The U.S. House of Representatives recently voted to authorize a referendum on the political status of Puerto Rico. For over 112 years, Puerto Rico has been a commonwealth property of the United States; Puerto Ricans living on the island are unable to vote in presidential elections and their representative to the Congress has no official say in political matters. Since the island is not a state, its residents do not pay income taxes, but they can be drafted to fight in wars. It's an ambiguous and tentative tie that has many Puerto Ricans and congressmen alike confused as to where the island nation stands.
The issue of whether or not Puerto Rico should become a state has been bitterly divisive for years, but the current effort to force a vote has politicians on both sides of the aisle nervous. The current bill proposes a two step process. First, Puerto Rican citizens—including those born on the island, but currently residing in mainland United States—would be asked whether or not they want to change the island’s relationship with the US. If the referendum results in a yes majority vote, then the people will be given four options for change: statehood, independence, "independent free association," or they can vote to maintain the status quo and remain a commonwealth.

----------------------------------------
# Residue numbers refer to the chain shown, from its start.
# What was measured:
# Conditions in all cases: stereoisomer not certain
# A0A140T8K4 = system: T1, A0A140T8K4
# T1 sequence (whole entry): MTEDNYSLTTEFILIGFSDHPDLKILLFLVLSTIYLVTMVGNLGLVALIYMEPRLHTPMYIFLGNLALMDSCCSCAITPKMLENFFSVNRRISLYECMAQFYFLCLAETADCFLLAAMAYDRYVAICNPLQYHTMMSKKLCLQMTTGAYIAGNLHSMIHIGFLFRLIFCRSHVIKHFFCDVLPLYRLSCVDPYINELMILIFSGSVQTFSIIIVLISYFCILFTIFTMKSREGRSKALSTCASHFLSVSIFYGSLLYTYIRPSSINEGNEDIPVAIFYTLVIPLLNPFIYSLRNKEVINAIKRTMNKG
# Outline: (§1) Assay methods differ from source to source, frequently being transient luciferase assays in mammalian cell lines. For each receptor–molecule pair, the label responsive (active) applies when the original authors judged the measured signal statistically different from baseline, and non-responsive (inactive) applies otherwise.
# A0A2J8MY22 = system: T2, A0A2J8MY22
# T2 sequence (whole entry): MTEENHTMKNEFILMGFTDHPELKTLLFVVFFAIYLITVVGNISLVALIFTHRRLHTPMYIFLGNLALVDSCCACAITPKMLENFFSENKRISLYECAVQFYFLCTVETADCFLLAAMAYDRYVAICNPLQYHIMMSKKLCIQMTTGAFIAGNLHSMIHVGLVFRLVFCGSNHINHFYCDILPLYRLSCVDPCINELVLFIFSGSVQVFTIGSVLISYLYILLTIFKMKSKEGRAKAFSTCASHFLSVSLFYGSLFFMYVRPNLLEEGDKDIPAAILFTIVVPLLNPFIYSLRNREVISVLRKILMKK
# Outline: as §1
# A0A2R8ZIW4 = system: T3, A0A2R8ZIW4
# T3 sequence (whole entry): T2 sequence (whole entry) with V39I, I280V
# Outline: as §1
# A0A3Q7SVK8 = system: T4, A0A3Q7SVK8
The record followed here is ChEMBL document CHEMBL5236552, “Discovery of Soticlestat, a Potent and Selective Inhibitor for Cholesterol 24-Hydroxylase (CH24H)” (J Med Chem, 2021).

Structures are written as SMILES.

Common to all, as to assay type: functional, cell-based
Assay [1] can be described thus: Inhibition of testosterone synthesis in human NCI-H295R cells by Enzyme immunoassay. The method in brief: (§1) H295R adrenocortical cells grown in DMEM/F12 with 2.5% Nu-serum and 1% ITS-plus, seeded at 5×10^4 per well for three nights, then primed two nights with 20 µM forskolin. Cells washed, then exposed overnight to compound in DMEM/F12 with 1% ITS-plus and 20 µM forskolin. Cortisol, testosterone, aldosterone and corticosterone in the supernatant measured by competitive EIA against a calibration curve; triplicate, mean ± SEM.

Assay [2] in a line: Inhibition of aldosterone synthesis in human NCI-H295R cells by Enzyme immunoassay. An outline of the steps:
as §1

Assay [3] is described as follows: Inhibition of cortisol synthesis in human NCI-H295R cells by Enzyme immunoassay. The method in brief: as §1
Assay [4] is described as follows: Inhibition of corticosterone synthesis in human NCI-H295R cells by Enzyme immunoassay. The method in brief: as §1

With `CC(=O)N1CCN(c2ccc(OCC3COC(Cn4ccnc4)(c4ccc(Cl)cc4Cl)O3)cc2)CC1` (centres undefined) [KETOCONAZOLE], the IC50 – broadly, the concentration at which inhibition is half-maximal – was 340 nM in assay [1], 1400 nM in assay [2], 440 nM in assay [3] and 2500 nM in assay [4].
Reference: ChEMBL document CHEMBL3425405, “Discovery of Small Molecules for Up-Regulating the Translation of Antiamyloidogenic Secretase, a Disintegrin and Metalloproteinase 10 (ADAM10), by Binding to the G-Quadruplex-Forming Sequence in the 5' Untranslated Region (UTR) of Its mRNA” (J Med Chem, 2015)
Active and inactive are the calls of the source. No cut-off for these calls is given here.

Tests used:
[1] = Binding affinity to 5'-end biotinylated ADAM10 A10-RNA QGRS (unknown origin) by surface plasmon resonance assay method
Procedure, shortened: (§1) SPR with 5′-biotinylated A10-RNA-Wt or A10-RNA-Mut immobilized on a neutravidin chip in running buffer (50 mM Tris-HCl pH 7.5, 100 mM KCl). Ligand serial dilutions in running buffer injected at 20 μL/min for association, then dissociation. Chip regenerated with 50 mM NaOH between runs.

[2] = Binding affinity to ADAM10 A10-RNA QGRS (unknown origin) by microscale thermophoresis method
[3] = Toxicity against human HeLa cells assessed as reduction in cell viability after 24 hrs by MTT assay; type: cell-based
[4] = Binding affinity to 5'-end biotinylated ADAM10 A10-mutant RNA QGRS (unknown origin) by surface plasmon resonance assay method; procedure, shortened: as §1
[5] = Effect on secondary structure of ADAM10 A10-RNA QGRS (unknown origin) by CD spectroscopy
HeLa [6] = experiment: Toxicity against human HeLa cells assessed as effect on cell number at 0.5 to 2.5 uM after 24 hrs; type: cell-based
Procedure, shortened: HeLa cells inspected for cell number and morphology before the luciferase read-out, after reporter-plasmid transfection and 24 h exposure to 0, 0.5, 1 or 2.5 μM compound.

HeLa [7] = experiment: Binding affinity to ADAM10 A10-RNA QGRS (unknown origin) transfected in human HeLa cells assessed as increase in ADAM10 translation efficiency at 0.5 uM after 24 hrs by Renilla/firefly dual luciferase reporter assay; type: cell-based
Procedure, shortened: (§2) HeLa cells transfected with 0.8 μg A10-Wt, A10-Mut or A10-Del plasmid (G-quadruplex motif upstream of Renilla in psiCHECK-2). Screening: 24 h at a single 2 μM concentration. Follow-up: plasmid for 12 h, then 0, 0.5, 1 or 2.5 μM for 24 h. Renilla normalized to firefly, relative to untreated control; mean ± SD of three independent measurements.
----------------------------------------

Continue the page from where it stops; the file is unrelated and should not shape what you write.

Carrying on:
Republicans are up in arms at what they see as an effort to increase the number of democrats in congress by offering up statehood to Puerto Rico. Rep. Jason Chaffetz, (R-Utah) told Fox News host Glenn Beck, "That's what some of us who understand this bill are so just frightened about. The majority of people in Puerto Rico don't even necessarily want this."
Ironically, Democratic Rep. Nydia Velasquez (New York) was also upset about the vote. "It is baffling that the statehood option, which lost in 1967, in 1993 and again in 1998, is now allowed to scheme its way to victory," she argued.
If the bill becomes law, it will allow Puerto Ricans to officially vote on their future political status for the first time since the island was occupied by the United States after the 1898 Spanish-American War.